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HEARNE, JOHN WILLIAM, who died on September 13, aged 74, rendered admirable service as a professional for Middlesex from 1909 to 1936 and took part in 24 Test matches for England between 1912 and 1926. Joining the Lord's staff as a ground-boy in 1906, he became one of England's greatest all-rounders. In his early days he drove hard and though ill-health impaired his ability in that direction, his impeccable style and artistry in placing the ball, combined with sound defence, in which he employed a remarkably straight bat, brought him many runs. At his best on difficult pitches, he altogether scored 37,252 runs in first-class cricket, average 40.98, including 96 centuries; with skilfully-controlled leg-break and googly bowling from what surely must have been the shortest of runs-up, he took 1,839 wickets for 24.42 runs each and he held 329 catches.
"Young Jack", as he was known, was a cousin of J. T. Hearne, also of Middlesex and England fame. He received his first trial for the county in 1909, when he created a highly favourable impression with an innings of 71 against Somerset at Taunton. The following summer he hit two centuries and occasionally bowled with marked success, as against Essex at Lord's where he distinguished himself by disposing of seven men in just over five overs for two runs. Thenceforward, Hearne was an established cricketer in the world of cricket and undoubtedly one of the most immaculately attired. Five times he achieved the "cricketer's double" of 1,000 runs and 100 wickets--in 1911, 1913, 1914, 1920 and 1923--the most successful being that of 1920 when he hit 2,148 runs and dismissed 148 batsmen: in 19 seasons his aggregate runs exceeded 1,000 and four times he passed 2,000. His highest innings was 234 not out against Somerset at Lord's and on ten other occasions he put together scores of more than 200, two of them in 1912. From the Glamorgan bowling at Lord's in 1931, he reached three-figures twice in the match. Often in company with his great friend and ally on the field, "Patsy" Hendren, who in their day formed the highly valuable combination for Middlesex that D. C. S. Compton and W. J. Edrich were in later years to become, Hearne shared in many a big stand. The largest between him and Hendren was 375 for the third wicket against Hampshire at Southampton in 1923 and 325 against the same opposition at Lord's in 1919. For the second wicket, Hearne and F. A. Tarrant added 380 against Lancashire at Lord's.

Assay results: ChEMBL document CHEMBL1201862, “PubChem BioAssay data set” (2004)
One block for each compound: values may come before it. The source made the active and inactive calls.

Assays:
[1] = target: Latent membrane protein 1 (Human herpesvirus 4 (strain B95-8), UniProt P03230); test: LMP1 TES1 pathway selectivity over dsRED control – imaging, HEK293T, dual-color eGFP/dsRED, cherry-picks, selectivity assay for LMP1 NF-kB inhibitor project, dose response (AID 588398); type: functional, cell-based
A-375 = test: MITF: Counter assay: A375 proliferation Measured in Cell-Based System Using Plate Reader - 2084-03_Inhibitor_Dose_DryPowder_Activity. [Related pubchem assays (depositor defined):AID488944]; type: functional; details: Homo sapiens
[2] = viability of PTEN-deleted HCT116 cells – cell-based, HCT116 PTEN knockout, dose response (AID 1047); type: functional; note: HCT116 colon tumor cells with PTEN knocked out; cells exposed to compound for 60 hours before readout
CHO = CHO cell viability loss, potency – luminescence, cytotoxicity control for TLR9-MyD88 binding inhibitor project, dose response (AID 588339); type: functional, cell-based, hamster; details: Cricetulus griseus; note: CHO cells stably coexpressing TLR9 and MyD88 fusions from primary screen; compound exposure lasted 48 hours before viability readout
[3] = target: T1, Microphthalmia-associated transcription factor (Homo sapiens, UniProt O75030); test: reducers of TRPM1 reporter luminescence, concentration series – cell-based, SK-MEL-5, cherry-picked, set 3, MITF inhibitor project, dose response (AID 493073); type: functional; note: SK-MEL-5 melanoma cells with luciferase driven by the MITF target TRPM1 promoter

Hearne began his long Test career in 1911-12, P. F. Warner successfully pressing his claims when some members of the Middlesex Committee considered him too young for so arduous a trip. In that tour he hit his only Test century, 114 at Melbourne, where he and Wilfred Rhodes joined in a second-wicket stand of 127. In the same tour Hearne and Frank Woolley put on 264 for the third M.C.C. wicket against Tasmania at Hobart. Illness prevented him from playing in all but the opening Test in Australia in 1920-21. His full Test record was 806 runs, average 26.00, and 30 wickets for 48.73 runs apiece.
For all his comparatively frail physique, Hearne did not flinch from the hardest of hits in the field. At Lord's in 1928, for instance, when L. N. Constantine, with innings of 86 and 103 and a second-innings analysis of seven wickets for 57 runs, did so much towards a sensational victory by three wickets for the West Indies over Middlesex, Hearne Instinctively grabbed at a return of intense ferocity from Constantine with resultant damage to his hand which put him out of the game for the remainder of the season.
Always immensely popular, with his quiet manner and subtle sense of humour, Hearne acted as coach at Lord's for many years after retiring from the field of play. In 1949 he was one of 26 former professional players honoured with life membership by the M.C.C.